The Bishin Cutter wrote:
I think the Big Ten only took that line after their views were in a minority among the power conferences. Because, up until this system, you had Big Ten folks saying anti-playoff things like only wanting to play themselves, the false concern over student athlete's lives (copying the Ivy League defense), the importance of the Rose Bowl, and then, maybe the concession: their support for the +1 model.
The system we have now, +1-ish and years behind when the call for it really arose...that's the Big and PAC's doings.
I think the Big Ten's CFB utopia would be something unwatchable. It would be a MAC game for the photo-ops, a PAC game, and the rest of the season filled with other Big Ten games, with the best squad getting the trip to Pasadena. Until they can get more of what they want out of the structure (it's not just money), they'll sit on playoff expansion and other matters and lobby for status quo.
What concerns me is that the conference clearly doesn't want a true championship, and can boast some sense of success with the models they've been using. I cringe at OSU's national championship. It was such a pitiful year for the Big Ten overall, but they still enjoy packed mega-stadiums, a respectable media contract, and steer clear of a lot of competition in the non-conference. The system, when it placed Ohio State ahead of both TCU and Baylor, kind of enables the Big Ten to continue making CFB worse for everyone other than themselves.
That's a good post, Bishin Cutter. I do think the B1G has that traditionalist mantra with a protectionist approach while pursing revenue enhancements based on their size, lofty image, and carried influence. Their impressive work has not necessarily been about expansion choices, whereby there were one or two missed opportunities, and a little bit of messiness in the processes. Where the B1G excelled particularly in recent years, were with marketing, programming, and investing, i. e., BTN/auxiliary broadcasting, quality bowl deals in Florida and elsewhere, sponsorship, enhancing value in Olympic-style sports, etc.
All this hullabaloo about deregulation and getting a conference rep into the 4-team playoffs along with the B12's dilemma of operating with only ten members does have consequences regarding the playoff selection process. Now, the discussions have shifted basically to 'which conference will miss having a rep in the playoffs each year'? Bowlsby was pressing for both Baylor and TCU, or at least one of the two, to end up in the playoffs last year if one or two CCG upsets happened or if the selection committee held such games in lower esteem. So, the B12 was fundamentally DEPENDING on CCG upsets, or less meaningful results, in other P5 conferences while not having such a game themselves. Call it an aversion or hypocritical, it's throwing the dice and the B12 came up short on that one.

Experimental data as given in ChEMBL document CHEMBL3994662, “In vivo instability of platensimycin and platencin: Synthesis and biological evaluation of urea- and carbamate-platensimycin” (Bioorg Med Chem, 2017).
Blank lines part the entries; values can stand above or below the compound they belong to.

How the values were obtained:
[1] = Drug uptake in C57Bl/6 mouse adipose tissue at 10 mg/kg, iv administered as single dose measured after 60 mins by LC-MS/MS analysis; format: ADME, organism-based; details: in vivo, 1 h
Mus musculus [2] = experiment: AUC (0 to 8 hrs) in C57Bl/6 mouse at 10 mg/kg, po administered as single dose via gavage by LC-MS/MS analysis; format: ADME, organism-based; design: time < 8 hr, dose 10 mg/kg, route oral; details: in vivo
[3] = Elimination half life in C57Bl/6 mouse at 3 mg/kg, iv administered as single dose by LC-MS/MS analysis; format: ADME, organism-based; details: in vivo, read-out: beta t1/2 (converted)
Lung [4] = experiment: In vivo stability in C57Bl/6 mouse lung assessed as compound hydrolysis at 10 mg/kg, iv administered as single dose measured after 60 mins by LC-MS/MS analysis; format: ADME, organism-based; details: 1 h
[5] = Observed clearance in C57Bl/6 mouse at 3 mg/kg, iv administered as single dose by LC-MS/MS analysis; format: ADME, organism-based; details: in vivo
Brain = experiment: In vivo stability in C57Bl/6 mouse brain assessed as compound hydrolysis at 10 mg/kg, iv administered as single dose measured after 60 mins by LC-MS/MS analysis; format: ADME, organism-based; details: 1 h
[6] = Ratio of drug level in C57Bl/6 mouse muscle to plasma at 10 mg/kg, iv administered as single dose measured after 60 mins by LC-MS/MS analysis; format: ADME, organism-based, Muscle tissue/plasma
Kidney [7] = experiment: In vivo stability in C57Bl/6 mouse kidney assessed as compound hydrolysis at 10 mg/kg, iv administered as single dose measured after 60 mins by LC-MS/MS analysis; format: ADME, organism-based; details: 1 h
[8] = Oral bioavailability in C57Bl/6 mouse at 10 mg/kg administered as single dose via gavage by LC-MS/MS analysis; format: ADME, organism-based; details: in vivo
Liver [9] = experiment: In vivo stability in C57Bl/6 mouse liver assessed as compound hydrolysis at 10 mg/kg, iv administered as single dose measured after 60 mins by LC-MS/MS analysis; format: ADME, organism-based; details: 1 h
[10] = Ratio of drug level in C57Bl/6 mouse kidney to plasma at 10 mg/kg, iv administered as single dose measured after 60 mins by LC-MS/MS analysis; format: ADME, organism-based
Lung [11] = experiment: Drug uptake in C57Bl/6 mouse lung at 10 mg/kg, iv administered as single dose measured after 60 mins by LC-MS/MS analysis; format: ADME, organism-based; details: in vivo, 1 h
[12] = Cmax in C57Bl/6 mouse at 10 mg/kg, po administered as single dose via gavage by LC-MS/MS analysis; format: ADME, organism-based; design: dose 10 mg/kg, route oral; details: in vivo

Remember the build-up last year and beforehand, when so many were claiming that the playoffs would be stacked with SEC teams? I was near alone in saying that will not happen, not because I viewed the SEC lacked high quality, elite fb teams. They have them. But the point was made that the SEC DOES, like others, have to play each other in divisional-focused head-ons'. Lose two of them and a school is basically out of consideration. Ohio State used that to their advantage, sweeping their conference brethren.
With the new emphasis on CCGs', which the B12 rejects, it will hurt conferences in particular years that could have two, or theoretically, even three, polling in the top four. With this current thinking and motivation for strategic inclusiveness, there would be no BCS-style #1 vs #2 Alabama-LSU re-match. That year, it was largely viewed those were the two best.
Therefore, given the recent fuss, it will be extremely difficult for a conference to place two reps in a 4-team playoff. The problem is further compounded that at least one P5 conference is not going to participate. But, the strength of the "only one" assumed criteria for not being left-out, has grown stronger since the CCG has risen in importance. Thus, in retrospect, the B1G has gotten, by default, much of what they wanted in the 'assured conference rep' domain argument. The SEC argument of the 'four best' remains in theory, but not necessarily with practicality, unless it becomes a rare, strange year.
The B12, composed of fine schools, needs to stop playing victim on this, and correct course. That is the conference, by their antics in pressing the issue, only uplifted the CCG importance. The B12's resolution for their predicament is not the job of the playoff committee to fix, or the other P5 conferences to validate through comprehensive deregulation, which is not a fix but an allowance.